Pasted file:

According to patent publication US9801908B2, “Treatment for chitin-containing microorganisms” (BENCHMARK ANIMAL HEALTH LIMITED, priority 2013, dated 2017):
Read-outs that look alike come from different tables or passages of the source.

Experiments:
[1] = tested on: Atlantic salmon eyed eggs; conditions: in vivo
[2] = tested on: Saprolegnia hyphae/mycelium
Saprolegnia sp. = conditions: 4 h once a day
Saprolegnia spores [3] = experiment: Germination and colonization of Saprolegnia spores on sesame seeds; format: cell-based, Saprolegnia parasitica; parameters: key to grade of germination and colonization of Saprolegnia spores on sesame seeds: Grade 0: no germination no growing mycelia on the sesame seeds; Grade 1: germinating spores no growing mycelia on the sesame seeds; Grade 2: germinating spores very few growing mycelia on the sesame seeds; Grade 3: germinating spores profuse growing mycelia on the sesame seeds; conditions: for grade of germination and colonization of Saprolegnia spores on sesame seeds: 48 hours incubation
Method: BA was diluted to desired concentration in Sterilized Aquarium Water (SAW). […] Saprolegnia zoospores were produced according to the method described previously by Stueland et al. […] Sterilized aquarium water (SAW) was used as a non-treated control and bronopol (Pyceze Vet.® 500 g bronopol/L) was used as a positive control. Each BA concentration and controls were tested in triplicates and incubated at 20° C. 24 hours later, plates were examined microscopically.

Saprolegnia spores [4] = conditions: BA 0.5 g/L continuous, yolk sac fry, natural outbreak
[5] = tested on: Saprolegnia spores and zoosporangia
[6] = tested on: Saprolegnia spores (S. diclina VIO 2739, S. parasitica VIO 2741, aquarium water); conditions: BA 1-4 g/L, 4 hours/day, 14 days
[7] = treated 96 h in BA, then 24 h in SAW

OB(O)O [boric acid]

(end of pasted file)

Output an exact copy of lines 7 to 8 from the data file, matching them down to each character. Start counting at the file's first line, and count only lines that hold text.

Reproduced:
Saprolegnia spores [3] = experiment: Germination and colonization of Saprolegnia spores on sesame seeds; format: cell-based, Saprolegnia parasitica; parameters: key to grade of germination and colonization of Saprolegnia spores on sesame seeds: Grade 0: no germination no growing mycelia on the sesame seeds; Grade 1: germinating spores no growing mycelia on the sesame seeds; Grade 2: germinating spores very few growing mycelia on the sesame seeds; Grade 3: germinating spores profuse growing mycelia on the sesame seeds; conditions: for grade of germination and colonization of Saprolegnia spores on sesame seeds: 48 hours incubation
Method: BA was diluted to desired concentration in Sterilized Aquarium Water (SAW). […] Saprolegnia zoospores were produced according to the method described previously by Stueland et al. […] Sterilized aquarium water (SAW) was used as a non-treated control and bronopol (Pyceze Vet.® 500 g bronopol/L) was used as a positive control. Each BA concentration and controls were tested in triplicates and incubated at 20° C. 24 hours later, plates were examined microscopically.